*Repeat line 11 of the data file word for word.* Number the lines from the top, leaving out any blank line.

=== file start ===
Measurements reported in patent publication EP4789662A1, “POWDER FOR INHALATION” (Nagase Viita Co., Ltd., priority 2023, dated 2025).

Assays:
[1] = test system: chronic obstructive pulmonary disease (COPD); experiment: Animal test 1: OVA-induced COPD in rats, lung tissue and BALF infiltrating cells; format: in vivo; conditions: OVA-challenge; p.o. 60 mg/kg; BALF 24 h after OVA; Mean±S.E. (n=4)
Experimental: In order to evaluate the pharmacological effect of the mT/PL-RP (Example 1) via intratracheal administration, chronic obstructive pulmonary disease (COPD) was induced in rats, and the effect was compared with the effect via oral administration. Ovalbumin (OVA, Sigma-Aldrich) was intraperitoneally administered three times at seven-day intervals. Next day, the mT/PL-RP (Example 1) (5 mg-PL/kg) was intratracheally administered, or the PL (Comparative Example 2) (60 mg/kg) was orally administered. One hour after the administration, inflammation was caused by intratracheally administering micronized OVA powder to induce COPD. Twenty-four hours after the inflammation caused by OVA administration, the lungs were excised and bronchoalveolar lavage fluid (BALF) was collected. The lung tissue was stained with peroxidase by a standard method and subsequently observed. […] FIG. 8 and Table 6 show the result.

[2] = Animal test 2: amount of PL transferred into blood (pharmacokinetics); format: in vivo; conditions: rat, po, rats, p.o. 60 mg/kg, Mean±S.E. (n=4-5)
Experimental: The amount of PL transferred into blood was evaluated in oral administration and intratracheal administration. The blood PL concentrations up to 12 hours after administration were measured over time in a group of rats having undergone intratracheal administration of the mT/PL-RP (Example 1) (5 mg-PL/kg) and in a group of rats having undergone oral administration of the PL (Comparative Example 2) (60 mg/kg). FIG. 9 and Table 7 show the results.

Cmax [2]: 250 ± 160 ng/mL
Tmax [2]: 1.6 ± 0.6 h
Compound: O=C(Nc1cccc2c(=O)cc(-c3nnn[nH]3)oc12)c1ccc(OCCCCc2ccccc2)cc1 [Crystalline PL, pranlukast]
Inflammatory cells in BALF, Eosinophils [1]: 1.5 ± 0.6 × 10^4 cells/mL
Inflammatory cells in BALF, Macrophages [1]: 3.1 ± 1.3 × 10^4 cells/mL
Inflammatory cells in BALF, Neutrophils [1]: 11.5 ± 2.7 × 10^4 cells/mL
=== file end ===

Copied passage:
Inflammatory cells in BALF, Macrophages [1]: 3.1 ± 1.3 × 10^4 cells/mL